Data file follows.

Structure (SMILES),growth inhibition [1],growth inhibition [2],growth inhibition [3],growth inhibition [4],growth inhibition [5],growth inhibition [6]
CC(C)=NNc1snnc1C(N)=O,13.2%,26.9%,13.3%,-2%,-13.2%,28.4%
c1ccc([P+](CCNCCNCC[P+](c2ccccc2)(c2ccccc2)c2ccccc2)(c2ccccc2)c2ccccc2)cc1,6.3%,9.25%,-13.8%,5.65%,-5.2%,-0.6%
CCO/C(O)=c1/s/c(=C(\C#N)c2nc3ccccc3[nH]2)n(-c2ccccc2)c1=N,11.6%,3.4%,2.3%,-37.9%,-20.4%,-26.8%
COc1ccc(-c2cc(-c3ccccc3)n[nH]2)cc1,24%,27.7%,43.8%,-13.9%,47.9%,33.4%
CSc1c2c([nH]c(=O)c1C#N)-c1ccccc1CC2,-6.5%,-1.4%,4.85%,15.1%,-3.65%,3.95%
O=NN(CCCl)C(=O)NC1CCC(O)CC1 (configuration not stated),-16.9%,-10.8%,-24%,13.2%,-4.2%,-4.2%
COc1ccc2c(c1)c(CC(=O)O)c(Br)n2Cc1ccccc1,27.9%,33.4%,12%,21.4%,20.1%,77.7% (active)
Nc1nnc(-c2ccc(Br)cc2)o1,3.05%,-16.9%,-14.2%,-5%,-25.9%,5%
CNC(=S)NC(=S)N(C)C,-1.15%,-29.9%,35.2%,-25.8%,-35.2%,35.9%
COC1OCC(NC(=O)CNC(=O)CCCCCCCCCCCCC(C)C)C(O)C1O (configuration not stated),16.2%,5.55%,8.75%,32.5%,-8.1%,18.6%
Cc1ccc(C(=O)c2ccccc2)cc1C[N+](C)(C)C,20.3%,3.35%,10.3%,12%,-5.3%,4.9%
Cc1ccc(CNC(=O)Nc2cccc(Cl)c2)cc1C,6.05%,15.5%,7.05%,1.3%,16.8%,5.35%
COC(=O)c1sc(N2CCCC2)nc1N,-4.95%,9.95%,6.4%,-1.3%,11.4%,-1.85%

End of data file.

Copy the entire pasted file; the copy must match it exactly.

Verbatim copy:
Structure (SMILES),growth inhibition [1],growth inhibition [2],growth inhibition [3],growth inhibition [4],growth inhibition [5],growth inhibition [6]
CC(C)=NNc1snnc1C(N)=O,13.2%,26.9%,13.3%,-2%,-13.2%,28.4%
c1ccc([P+](CCNCCNCC[P+](c2ccccc2)(c2ccccc2)c2ccccc2)(c2ccccc2)c2ccccc2)cc1,6.3%,9.25%,-13.8%,5.65%,-5.2%,-0.6%
CCO/C(O)=c1/s/c(=C(\C#N)c2nc3ccccc3[nH]2)n(-c2ccccc2)c1=N,11.6%,3.4%,2.3%,-37.9%,-20.4%,-26.8%
COc1ccc(-c2cc(-c3ccccc3)n[nH]2)cc1,24%,27.7%,43.8%,-13.9%,47.9%,33.4%
CSc1c2c([nH]c(=O)c1C#N)-c1ccccc1CC2,-6.5%,-1.4%,4.85%,15.1%,-3.65%,3.95%
O=NN(CCCl)C(=O)NC1CCC(O)CC1 (configuration not stated),-16.9%,-10.8%,-24%,13.2%,-4.2%,-4.2%
COc1ccc2c(c1)c(CC(=O)O)c(Br)n2Cc1ccccc1,27.9%,33.4%,12%,21.4%,20.1%,77.7% (active)
Nc1nnc(-c2ccc(Br)cc2)o1,3.05%,-16.9%,-14.2%,-5%,-25.9%,5%
CNC(=S)NC(=S)N(C)C,-1.15%,-29.9%,35.2%,-25.8%,-35.2%,35.9%
COC1OCC(NC(=O)CNC(=O)CCCCCCCCCCCCC(C)C)C(O)C1O (configuration not stated),16.2%,5.55%,8.75%,32.5%,-8.1%,18.6%
Cc1ccc(C(=O)c2ccccc2)cc1C[N+](C)(C)C,20.3%,3.35%,10.3%,12%,-5.3%,4.9%
Cc1ccc(CNC(=O)Nc2cccc(Cl)c2)cc1C,6.05%,15.5%,7.05%,1.3%,16.8%,5.35%
COC(=O)c1sc(N2CCCC2)nc1N,-4.95%,9.95%,6.4%,-1.3%,11.4%,-1.85%